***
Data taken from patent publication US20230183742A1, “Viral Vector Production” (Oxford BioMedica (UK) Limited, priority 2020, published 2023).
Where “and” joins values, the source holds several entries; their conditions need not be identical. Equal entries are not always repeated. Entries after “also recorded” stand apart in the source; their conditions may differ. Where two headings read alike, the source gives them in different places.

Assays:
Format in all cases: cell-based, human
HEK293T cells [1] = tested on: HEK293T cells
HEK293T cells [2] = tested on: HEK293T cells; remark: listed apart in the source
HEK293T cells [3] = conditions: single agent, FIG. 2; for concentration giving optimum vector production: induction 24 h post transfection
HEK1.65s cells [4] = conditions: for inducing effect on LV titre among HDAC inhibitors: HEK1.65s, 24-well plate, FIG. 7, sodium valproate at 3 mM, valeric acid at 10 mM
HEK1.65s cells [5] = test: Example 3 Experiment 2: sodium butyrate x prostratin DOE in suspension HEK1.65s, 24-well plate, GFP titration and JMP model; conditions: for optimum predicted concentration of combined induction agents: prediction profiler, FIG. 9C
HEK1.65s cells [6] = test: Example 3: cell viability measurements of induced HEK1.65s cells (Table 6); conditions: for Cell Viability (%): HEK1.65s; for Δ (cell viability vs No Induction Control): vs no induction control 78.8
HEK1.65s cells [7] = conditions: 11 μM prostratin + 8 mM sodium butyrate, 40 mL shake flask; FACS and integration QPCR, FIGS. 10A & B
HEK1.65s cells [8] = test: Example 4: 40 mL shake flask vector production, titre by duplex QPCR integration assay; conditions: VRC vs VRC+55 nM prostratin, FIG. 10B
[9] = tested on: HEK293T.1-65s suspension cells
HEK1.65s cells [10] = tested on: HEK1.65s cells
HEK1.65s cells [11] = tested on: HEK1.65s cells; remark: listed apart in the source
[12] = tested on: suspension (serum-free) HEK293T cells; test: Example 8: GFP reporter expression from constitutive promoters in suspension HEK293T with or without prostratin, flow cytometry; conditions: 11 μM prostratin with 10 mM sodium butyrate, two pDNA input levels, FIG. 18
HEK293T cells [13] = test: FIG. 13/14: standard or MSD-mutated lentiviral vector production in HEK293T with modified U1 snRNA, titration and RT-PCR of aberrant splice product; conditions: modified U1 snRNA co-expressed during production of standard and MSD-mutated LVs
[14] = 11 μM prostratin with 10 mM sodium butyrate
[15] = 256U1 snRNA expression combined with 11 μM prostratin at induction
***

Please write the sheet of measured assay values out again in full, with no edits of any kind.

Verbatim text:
Data taken from patent publication US20230183742A1, “Viral Vector Production” (Oxford BioMedica (UK) Limited, priority 2020, published 2023).
Where “and” joins values, the source holds several entries; their conditions need not be identical. Equal entries are not always repeated. Entries after “also recorded” stand apart in the source; their conditions may differ. Where two headings read alike, the source gives them in different places.

Assays:
Format in all cases: cell-based, human
HEK293T cells [1] = tested on: HEK293T cells
HEK293T cells [2] = tested on: HEK293T cells; remark: listed apart in the source
HEK293T cells [3] = conditions: single agent, FIG. 2; for concentration giving optimum vector production: induction 24 h post transfection
HEK1.65s cells [4] = conditions: for inducing effect on LV titre among HDAC inhibitors: HEK1.65s, 24-well plate, FIG. 7, sodium valproate at 3 mM, valeric acid at 10 mM
HEK1.65s cells [5] = test: Example 3 Experiment 2: sodium butyrate x prostratin DOE in suspension HEK1.65s, 24-well plate, GFP titration and JMP model; conditions: for optimum predicted concentration of combined induction agents: prediction profiler, FIG. 9C
HEK1.65s cells [6] = test: Example 3: cell viability measurements of induced HEK1.65s cells (Table 6); conditions: for Cell Viability (%): HEK1.65s; for Δ (cell viability vs No Induction Control): vs no induction control 78.8
HEK1.65s cells [7] = conditions: 11 μM prostratin + 8 mM sodium butyrate, 40 mL shake flask; FACS and integration QPCR, FIGS. 10A & B
HEK1.65s cells [8] = test: Example 4: 40 mL shake flask vector production, titre by duplex QPCR integration assay; conditions: VRC vs VRC+55 nM prostratin, FIG. 10B
[9] = tested on: HEK293T.1-65s suspension cells
HEK1.65s cells [10] = tested on: HEK1.65s cells
HEK1.65s cells [11] = tested on: HEK1.65s cells; remark: listed apart in the source
[12] = tested on: suspension (serum-free) HEK293T cells; test: Example 8: GFP reporter expression from constitutive promoters in suspension HEK293T with or without prostratin, flow cytometry; conditions: 11 μM prostratin with 10 mM sodium butyrate, two pDNA input levels, FIG. 18
HEK293T cells [13] = test: FIG. 13/14: standard or MSD-mutated lentiviral vector production in HEK293T with modified U1 snRNA, titration and RT-PCR of aberrant splice product; conditions: modified U1 snRNA co-expressed during production of standard and MSD-mutated LVs
[14] = 11 μM prostratin with 10 mM sodium butyrate
[15] = 256U1 snRNA expression combined with 11 μM prostratin at induction